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Trans-Atlantic Sympathies: opening night at the Festival for Contemporary Music, 2016

Steven Stucky (1949-2016). Photo Hoebermann.
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Steven Stucky (1949-2016). Photo Hoebermann.
Steven Stucky (1949-2016). Photo Hoebermann.

Trans-Atlantic Sympathies: opening night at the Festival for Contemporary Music, 2016
Thursday, July 21 at Ozawa Hall:

Steven Stucky, Dialoghi for solo cello, performed by Norman Fischer (in memorium)
Witold Lutosławski, Chain 1 for 14 instruments, Nuno Coelho conductor
Esa-Pekka Salonen, Five Images after Sappho for soprano and chamber orchestra, Christian Reif conductor, Bahareh Poureslami, soprano
Magnus Lindberg, Marea for orchestra, Christian Reif conductor
Steven Stucky, Chamber Concerto (East Coast premier), Stefan Asbury, conductor

The director of this year’s Festival of Contemporary Music, Steven Stucky, was a fine composer whose music occupies a centrist position in the American musical landscape, not only in his prominence, but equally due to his traditionally-oriented style. Stucky’s premature death last February at the age of sixty-six deprived this year’s festival of a director and the music world of a distinguished voice, but in the FCM programming his musical personality is apparent. Imaginative and resourceful, his music has an appealing surface, a familiarity of materials, and a clear and direct emotional appeal, speaking to the influence of mainstream American composers like Aaron Copland.1 Added to this, however, is his absorption of innovative trends that developed in Europe contemporaneously with his own growth, particularly in the music of older-generation Polish composer Witold Lutosławski,2 as well as Stucky’s sense of kinship with younger European composers who shared that influence.

Stucky’s musical affiliations were well-displayed in the program he chose to open this year’s festival. He has written “…Esa-Pekka Salonen and I are musical brothers, and both of us look on Witold Lutosławski as a father. As descendants of that musical line, whatever the actual differences in the sound of our music (which are substantial), Esa-Pekka and I also occupy similar territory on the aesthetic spectrum.”3 This program could be taken as a musical expression of that sentiment. After a short, lyrical cello piece of Stucky’s, added to the program as a memorial to the composer, the originally planned first composition was heard: a concise Lutosławski masterpiece that effectively displays the composer’s mature signature sound and process, “Chain 1” from 1983. This nine-minute work for a chamber orchestra consisting of three brass, four winds, five strings, harpsichord, and percussion juxtaposes static-sounding semi-improvised sections with others that are fully-composed and metrically structured in a seamlessly overlapping continuity, a procedure that had become typical for the composer’s later style.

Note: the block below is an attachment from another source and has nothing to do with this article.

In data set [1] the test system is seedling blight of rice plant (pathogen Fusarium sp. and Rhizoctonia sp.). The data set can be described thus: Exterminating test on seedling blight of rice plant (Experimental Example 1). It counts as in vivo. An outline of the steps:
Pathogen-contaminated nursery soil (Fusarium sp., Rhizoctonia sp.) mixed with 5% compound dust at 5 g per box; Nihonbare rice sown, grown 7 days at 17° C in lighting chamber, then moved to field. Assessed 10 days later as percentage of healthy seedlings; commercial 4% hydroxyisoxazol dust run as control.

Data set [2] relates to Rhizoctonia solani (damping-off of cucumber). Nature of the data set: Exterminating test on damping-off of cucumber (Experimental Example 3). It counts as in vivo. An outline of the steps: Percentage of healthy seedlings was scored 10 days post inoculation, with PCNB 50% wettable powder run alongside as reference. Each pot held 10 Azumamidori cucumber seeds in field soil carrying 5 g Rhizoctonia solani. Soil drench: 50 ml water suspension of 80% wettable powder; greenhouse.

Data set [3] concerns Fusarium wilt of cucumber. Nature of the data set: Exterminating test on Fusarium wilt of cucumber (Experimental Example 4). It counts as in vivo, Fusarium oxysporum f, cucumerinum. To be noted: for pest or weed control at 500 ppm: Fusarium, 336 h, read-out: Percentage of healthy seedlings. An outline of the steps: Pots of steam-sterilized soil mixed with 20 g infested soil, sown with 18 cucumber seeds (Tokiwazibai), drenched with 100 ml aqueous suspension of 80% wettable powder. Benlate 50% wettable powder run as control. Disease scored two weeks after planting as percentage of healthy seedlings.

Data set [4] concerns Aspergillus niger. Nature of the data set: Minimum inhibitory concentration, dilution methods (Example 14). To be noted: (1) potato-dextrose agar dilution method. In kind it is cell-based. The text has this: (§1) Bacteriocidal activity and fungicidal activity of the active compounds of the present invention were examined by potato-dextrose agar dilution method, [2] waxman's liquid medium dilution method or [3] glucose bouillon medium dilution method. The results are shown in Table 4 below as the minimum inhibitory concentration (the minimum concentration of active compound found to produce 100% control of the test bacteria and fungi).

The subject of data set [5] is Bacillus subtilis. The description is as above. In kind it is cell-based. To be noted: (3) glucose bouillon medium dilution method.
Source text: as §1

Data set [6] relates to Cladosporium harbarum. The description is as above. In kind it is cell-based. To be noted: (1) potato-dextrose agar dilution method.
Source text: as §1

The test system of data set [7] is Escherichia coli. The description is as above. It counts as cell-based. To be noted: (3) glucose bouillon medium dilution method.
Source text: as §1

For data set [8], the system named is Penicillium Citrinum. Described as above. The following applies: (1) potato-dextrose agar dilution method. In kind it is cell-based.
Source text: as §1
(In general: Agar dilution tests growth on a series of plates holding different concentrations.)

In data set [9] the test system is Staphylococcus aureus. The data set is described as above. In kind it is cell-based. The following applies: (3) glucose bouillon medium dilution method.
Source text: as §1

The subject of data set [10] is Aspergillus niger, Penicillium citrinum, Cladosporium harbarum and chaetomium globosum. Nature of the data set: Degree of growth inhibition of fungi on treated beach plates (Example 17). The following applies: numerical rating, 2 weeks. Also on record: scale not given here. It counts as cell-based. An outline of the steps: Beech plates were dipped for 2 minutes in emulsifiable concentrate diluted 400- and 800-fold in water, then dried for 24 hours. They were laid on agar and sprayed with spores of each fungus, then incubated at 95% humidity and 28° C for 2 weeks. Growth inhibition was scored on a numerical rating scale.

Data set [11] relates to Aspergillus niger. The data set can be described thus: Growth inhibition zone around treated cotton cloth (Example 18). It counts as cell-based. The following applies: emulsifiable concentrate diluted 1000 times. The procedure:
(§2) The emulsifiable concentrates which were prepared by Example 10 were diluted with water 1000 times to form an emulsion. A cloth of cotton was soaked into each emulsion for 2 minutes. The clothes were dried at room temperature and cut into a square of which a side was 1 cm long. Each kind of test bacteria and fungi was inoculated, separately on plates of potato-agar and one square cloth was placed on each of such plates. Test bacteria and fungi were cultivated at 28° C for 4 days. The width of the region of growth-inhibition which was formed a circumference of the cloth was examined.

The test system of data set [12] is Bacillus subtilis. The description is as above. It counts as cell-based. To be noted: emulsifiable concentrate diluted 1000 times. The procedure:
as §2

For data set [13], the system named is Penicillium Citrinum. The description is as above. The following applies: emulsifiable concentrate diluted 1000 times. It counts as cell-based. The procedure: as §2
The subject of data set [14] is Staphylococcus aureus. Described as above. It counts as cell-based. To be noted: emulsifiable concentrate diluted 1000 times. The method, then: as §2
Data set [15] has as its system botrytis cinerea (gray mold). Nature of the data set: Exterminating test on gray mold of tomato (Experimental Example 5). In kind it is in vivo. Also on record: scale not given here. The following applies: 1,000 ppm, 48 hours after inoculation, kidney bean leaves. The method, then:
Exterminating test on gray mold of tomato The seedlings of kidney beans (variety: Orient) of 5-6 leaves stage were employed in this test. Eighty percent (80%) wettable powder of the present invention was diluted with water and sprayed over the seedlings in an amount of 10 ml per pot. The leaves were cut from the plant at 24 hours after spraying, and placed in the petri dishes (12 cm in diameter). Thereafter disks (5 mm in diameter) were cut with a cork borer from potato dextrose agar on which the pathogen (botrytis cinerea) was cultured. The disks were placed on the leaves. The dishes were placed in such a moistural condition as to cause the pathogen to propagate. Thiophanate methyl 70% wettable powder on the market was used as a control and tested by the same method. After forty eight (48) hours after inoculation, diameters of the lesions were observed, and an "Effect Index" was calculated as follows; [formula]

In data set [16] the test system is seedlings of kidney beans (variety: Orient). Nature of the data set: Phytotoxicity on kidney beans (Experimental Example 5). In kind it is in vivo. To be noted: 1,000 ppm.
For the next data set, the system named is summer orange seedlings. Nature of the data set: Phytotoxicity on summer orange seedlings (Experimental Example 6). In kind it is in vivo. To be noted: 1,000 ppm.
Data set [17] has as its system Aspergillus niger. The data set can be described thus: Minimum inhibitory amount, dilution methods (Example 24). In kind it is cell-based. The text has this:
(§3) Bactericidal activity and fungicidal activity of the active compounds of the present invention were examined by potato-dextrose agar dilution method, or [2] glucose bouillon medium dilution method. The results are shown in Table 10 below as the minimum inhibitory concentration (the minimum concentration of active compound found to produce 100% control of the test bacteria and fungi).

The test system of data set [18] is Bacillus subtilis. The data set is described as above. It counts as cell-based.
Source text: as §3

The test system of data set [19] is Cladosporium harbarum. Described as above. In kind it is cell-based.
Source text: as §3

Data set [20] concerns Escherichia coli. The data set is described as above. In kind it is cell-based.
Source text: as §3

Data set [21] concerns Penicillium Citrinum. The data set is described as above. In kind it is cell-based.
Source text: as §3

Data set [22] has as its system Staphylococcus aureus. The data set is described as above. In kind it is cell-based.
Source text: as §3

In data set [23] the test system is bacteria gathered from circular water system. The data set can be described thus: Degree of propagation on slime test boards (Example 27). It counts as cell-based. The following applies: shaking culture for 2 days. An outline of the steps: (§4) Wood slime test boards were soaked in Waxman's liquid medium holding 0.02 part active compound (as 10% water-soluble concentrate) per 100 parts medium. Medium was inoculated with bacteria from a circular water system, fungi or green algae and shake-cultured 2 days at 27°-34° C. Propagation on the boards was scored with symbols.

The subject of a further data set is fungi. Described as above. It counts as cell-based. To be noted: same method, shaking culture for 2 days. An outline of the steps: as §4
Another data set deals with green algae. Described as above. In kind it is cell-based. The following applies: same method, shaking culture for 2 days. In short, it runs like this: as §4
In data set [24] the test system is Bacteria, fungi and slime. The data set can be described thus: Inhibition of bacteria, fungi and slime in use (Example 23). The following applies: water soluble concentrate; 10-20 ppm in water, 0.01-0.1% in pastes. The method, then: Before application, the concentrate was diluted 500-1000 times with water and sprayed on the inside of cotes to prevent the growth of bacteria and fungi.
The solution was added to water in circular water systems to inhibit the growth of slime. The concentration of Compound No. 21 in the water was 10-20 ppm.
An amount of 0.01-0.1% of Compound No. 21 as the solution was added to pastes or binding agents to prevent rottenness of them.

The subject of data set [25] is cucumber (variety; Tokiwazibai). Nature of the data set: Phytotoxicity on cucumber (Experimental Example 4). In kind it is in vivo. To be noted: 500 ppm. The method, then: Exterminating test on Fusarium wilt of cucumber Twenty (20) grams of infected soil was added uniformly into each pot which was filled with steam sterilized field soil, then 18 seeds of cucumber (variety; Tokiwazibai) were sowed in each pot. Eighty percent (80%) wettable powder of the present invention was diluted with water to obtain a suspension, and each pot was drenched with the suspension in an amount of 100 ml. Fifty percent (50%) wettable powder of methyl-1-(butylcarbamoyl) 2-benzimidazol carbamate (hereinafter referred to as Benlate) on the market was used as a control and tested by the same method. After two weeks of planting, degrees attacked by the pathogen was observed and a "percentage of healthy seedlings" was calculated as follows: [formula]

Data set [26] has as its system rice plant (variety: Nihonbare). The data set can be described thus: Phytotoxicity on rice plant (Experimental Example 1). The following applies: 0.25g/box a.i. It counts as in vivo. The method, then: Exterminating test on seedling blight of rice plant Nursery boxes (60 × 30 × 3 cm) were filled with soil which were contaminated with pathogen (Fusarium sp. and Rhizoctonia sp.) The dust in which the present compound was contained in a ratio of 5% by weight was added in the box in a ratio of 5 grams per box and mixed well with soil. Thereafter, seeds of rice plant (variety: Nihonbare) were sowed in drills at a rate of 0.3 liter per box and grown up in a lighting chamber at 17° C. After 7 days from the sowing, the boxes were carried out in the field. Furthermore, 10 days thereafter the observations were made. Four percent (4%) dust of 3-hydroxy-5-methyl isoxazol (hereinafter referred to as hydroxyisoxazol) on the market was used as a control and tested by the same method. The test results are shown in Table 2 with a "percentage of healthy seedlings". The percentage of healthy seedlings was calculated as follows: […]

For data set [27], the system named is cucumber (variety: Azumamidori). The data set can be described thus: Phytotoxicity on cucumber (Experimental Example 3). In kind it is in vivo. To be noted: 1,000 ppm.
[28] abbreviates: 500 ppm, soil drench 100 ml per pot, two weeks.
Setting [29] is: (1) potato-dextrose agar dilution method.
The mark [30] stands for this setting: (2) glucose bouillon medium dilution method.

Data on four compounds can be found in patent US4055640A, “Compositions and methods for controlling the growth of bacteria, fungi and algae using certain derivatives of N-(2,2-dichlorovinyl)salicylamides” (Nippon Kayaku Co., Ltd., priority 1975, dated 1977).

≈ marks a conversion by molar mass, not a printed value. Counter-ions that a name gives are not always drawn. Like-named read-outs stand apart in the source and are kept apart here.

Witold Lutosławski (1913-1994).
Witold Lutosławski (1913-1994).

Lutosławski (1913-1994) offers an example of a brilliant composer whose style continued to develop significantly over a very long period of time in a way linked to major historical developments, including World War II, the post-war Communist era, the cultural thaw of Warsaw Autumn from 1959 on, and the subsequent increasingly available influences of more radical developments in European and American music. His fundamental orientation was toward building powerful arching musical structures (influenced by Beethoven) utilizing a harmonic language constructed on the basis of French impressionism but embracing a wide range of harmonic materials (including 12-note harmonies), semi-aleatoric procedures (after his encounter with John Cage), a recognizable melodic style owing something to Polish folk music, and including a highly refined sense of instrumental color that was on full display in Chain 1 of 1983.

The performance by members of the Tanglewood Music Center Orchestra led by Nuno Coelho, superbly captured the continuous timbral fluctuations of this translucent, playful yet structurally compelling work, written as the composer was transitioning from his most radically modernist period to one that integrated new techniques into a more highly accessible language. Chain 1 left one wishing that it were a longer work. (It is in many ways a small-scale study for larger compositions from that period such as the powerful Third Symphony, composed in the same year.)